Having trouble exporting my designs correctly as an SVG and understanding dpi I’m a beginner… But I have made logo designs for small companies but only for web design not for printing or anything.
Svg is scalable vector graphic. It would not have a PPI.
Oh ok thank you…but would you happen to know why the svg comes out blank? But the dpi I was referring to exporting it as a png. What is the standard dpi for that? And how big should I make it if it’s for maybe a tshirt for example?
What software application are you using? Is it a vector application?
You’re getting DPI mixed up with PPI (pixels per inch). There is no standard. It’s all relevant to what you’re working on.
How about giving us a little more information so that we know how to give you a better answer
Okay then the sooner you get this basic info straight, the better:
Fundamentally, there are two kinds of computer graphics; raster and vector.
RASTER: Made up of pixels—a grid of pixels—each having its own values with respect to color, luminosity, and transparency. Raster images are subject to resolution, typically measured in ppi (pixels per inch). Common file formats are .tif, .jpg, .png, .psd
VECTOR: Defined by mathematical parameters; drawn on-screen via those parameters. Considered “infinitely” scale-able (not subject to resolution) because size change only requires different parameters (numbers), no change in physical properties or “interpolation” of data. Common file formats* are: .ai, .pdf, .svg
*Most or all file formats in which vector data is transported also support the inclusion of raster data.
Thank you! But yea I know the difference between Raster and Vector images. It’s just I cannot change the ppi I can only change the dpi in Inkscape which is the software I’m using. Idk if that makes a difference
Oh yeah, sorry. You mentioned that in your title.
Why are you exporting to SVG? Is this for the web or other digital use? SVG isn’t a good format for print. It’s great for online, because the files are small and browsers support it, but there are significant limitations in the format given that it’s, in some ways, sort of a dumbed-down format. Many features that InkScape or Illustrator support just won’t translate into SVG. The more complicated the image becomes, for example, the higher the chances are that SVG won’t handle it.
As for exporting to png, the resolution doesn’t matter. Instead, it’s the pixel dimensions that count. I don’t use InkScape, so I’m unsure of its features and limitations. However, exporting a PNG directly from a vector app isn’t the best workflow since they’re not raster apps.
I’ll typically open the vector file directly in Photoshop (which it sounds like you might not be using), then scale it there to the right ppi.
Standard for web would be 72 PPI or in inksvape case it is referring it as dpi.
You then need to make sure it’s the right size for what you want.
It might need to be 100 px wide by 100 px height
That’s your output size at 72 dpi.
If you did end up with 50w x 50h px at 72 PPI… You would be scaling that to 100 x100. Which means effectively the PPI would be lower because it scaled.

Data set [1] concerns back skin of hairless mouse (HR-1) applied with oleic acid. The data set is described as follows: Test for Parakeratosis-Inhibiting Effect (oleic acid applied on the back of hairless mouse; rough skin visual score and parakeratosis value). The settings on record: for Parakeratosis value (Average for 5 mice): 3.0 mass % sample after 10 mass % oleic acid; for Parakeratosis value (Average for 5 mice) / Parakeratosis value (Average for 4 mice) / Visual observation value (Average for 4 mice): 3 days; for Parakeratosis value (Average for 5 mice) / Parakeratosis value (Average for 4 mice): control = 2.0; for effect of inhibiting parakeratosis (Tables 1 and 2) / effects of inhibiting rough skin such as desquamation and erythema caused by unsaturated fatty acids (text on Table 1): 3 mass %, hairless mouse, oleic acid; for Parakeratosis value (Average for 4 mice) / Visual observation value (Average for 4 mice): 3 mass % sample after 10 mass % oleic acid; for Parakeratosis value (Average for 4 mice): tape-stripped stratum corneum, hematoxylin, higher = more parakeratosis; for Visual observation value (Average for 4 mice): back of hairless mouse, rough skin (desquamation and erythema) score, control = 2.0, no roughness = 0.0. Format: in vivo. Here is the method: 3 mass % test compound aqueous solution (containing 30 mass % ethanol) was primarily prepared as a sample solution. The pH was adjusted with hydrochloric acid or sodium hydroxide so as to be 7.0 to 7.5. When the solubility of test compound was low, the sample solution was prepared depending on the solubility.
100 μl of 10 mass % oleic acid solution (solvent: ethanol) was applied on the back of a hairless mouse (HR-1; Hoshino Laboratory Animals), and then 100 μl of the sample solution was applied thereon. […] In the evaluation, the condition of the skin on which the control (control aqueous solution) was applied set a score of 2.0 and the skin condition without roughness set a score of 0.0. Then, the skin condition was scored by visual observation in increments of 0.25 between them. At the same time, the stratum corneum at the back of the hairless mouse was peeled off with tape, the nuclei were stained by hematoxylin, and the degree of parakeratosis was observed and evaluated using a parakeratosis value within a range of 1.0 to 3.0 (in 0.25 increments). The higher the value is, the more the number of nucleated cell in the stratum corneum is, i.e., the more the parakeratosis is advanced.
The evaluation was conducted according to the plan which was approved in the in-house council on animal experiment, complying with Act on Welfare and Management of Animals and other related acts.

Ok I started doing it through gimp. It’s just sometimes my designs don’t look the same on Gimp as they do in inkscape. I also thought that in order to keep it from being blocky you had to do svg or pdf…export it as a vector?
You should really explain what you’re trying you do so we can give the best advice
Sort of, but it’s a little misleading.
The file, when opened up in Photoshop or whatever, might say 72 ppi since it’s something of an old default parameter. But ppi isn’t really a valid unit of measure for online uses since there are no fixed measurements for digital use.
Everything online is measured in pixels. In other words, if the image needs to be 600x600 pixels, it makes no difference if that 600x600-pixel image is saved to 32ppi, 72ppi, 300ppi, or 1,000ppi — all that matters are the pixel dimensions.
But trying to keep it simple
Yeah, I never realize how complicated this stuff is until we need to explain it.
It is sorta how it works for websites. If you have a 72 PPI image and put it larger it decreases the PPI.
Same in print. If you have a 300 PPI image and increase it, it loses ppi.
It’s rudimentary. I’ll give it that
I can see where you’re coming from in that enlarging an image (without upsampling) decreases its resolution. But unless you need to print out those images, the inches (or any other fixed unit of measurement) part of the measurement is totally meaningless.
PPI is sort of a conditional measurement but isn’t something inherent to the digital image itself. Instead, it’s a specification instructing the output device to squeeze the pixels together to a specified density when they’re output. In the absence of the image being output to a physical medium, the measurement doesn’t come into play.
Right; the way I explain it is that resolution is the application of output (print) dimensions.
3000px X 3000px @ 300ppi = 10" x 10"
3000px X 3000px @ 150ppi = 20" x 20"
3000px X 3000px @ 72ppi = 41.667" x 41.667"
When the output is SCREEN, 1 image pixel = 1 screen pixel, so the ‘output dimensions’ are determined by the display resolution
I’m only trying to export. But I do plan on selling some of my designs on Etsy. So that is why I needed to know.
Thank you that helps so much